What’s your most inconvenient experience while traveling?
        A final note for impressionable children: Put on your boots and go ahead and enjoy stomping in puddles.

[Pictures: Detail from Nursery Rhymes, wood engraving by Gwenda Morgan, 1970 (Image from Kevis House);
Illustration by J.F. Goodridge from Mother Goose Rhymes with Silhouette Illustrations, 1879 (Image from International Children’s Digital Library);
Wood block print from Rhymes for the Nursery, published by Kiggins & Kellogg, 1848 (Image from Internet Archive).]


Sue Bursztynski said...

Oh, I’ve been caught in puddles all right, if not up to the waist! Puddles I couldn’t walk around, without walking halfway down the street, as they were on the road. And yes, my umbrella turned inside out!

Some nice pictures there, Anne!

Kathe W. said...

Hah! I'd never heard this poem before! Been in many a puddle myself if not a muddle! Cheers! Enjoying your A to Z!

A Tarkabarka Hölgy said...

This is how I learned to pronounce Gloucester in elementary school ESL class... :D

The Multicolored Diary

Frédérique said...

I like the second illustration! I guess puddles are a great theme for nursery rhymes, stepping into them is so fun for a kid ;)
P is for Pojagi

Jenny said...

Wet socks and/or shoes make me so miserable that I completely sympathize with the poor doctor who is wet up to his waist! And I love the idea of finding magic in this little rhyme. I bet there's more of that going on in old poems and stories than we know!

Deborah Weber said...

This is a new tale to me, and it has me smiling as does your commentary. I think I may have to argue with you though - I'm pretty sure we have potholes that would have poor Dr. Foster submerged up to his neck. But I do rather like the idea he mis-stepped into a goldfish pond and then tried metaphorically to cover his tracks. Fun post indeed!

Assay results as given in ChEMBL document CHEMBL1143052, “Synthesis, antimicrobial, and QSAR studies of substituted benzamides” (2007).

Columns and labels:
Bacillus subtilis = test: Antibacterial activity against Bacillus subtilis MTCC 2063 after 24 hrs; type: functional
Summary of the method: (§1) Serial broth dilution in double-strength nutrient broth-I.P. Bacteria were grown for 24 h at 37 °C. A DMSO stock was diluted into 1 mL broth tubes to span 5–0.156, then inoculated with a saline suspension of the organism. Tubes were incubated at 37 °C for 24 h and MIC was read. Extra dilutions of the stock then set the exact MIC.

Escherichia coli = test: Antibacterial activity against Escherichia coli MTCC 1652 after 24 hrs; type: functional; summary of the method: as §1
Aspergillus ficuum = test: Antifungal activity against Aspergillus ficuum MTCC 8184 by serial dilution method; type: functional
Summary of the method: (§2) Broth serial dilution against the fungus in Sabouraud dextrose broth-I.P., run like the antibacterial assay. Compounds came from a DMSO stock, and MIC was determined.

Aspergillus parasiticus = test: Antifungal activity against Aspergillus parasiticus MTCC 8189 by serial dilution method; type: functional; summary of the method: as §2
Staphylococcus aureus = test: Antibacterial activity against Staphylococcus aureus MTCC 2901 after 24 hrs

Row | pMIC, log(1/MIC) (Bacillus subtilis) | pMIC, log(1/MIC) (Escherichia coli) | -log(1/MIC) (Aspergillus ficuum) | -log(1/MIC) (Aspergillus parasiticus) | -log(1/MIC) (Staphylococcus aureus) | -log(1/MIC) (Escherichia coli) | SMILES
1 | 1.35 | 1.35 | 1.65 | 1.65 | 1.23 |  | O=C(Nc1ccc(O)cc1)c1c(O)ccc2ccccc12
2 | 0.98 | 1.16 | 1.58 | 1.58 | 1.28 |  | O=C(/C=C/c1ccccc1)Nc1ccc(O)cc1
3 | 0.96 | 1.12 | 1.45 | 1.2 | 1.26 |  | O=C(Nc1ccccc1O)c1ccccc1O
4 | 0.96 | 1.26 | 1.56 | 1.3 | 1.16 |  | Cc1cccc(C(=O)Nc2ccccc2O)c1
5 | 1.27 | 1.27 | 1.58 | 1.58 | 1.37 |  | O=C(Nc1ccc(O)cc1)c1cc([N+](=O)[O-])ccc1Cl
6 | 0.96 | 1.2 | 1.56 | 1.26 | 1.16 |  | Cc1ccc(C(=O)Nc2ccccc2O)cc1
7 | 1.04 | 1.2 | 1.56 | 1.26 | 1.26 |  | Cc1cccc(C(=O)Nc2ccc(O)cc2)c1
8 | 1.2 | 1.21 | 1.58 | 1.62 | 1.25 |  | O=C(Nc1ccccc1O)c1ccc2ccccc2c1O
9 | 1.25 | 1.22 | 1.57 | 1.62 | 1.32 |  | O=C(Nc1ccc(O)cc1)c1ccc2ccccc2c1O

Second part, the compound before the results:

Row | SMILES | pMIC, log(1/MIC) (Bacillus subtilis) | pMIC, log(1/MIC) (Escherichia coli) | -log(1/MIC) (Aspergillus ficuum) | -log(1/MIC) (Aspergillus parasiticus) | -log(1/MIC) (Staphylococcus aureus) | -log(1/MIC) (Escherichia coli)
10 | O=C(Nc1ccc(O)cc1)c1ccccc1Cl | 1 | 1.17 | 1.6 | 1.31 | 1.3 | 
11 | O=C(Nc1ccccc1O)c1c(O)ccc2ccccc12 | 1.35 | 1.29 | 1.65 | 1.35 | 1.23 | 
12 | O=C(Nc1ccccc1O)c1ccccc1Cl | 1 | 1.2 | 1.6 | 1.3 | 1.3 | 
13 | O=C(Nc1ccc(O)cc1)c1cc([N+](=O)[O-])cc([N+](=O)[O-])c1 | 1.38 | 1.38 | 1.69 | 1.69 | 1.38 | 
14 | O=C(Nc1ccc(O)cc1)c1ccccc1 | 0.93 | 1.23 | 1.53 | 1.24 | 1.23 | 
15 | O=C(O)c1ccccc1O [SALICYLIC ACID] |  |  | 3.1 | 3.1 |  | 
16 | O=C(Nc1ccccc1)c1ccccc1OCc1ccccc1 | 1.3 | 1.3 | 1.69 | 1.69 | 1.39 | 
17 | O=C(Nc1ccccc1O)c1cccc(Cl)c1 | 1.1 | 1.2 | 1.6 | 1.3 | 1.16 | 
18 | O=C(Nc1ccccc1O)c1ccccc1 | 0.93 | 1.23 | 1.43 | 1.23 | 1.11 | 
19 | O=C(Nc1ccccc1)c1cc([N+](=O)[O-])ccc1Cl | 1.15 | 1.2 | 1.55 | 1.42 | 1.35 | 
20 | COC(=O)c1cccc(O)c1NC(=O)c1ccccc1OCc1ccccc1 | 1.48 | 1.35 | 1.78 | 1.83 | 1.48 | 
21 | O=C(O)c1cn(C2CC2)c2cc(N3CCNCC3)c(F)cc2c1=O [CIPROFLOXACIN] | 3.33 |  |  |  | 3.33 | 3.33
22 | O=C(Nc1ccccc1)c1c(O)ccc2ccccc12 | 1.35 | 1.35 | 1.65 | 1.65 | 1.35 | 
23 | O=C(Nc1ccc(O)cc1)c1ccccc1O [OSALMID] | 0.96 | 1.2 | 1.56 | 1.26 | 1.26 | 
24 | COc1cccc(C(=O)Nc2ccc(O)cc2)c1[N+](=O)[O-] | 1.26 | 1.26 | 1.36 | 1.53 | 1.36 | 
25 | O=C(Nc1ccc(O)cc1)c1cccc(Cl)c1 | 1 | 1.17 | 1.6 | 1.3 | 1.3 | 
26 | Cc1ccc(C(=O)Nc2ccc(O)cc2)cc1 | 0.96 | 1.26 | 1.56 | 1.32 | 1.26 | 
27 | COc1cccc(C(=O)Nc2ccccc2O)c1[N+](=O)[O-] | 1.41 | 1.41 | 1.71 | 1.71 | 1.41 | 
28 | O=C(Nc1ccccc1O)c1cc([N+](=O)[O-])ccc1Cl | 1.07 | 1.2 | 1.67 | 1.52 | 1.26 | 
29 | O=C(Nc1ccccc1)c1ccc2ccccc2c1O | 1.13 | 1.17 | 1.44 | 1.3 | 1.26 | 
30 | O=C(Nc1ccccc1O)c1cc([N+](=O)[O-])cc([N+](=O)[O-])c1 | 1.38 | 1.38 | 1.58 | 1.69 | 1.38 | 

Jade Li said...

I like how you get "into" the rhymes and give your impressions and postulations.

Shari Elder said...

My most inconvenient experience also pertains to rain. I was in Denmark and it rained every single day I was there. We were constantly wet and did things like going to movies sometimes just to get out of the wet. Seeing an English movie in Denmark was not on my to do list when planning the trip. I actually like the third one best, maybe because the focus is on the rain.

J.S. Pailly said...

Maybe the lesson is you don't really know how deep a puddle is until you've stepped in it?

Anne E.G. Nydam said...

J.S., that is an excellent moral. In fact, your comment is quite deep! ;)

Shari and Jenny, I agree, rain while travelling is no fun, especially when the shoes never get dry.

Sue, it's true that you can get surprisingly wet, even with a relatively shallow puddle. I, too, have encountered many a puddle that could not be avoided.

Deborah, you will have to wear a life vest every time you go for a walk in the rain!

Thanks for all the comments. I enjoy hearing everyone's points of view.

Ronel Janse van Vuuren said...

New rhyme! Thanks for sharing :-)

An A-Z of Faerie: Moon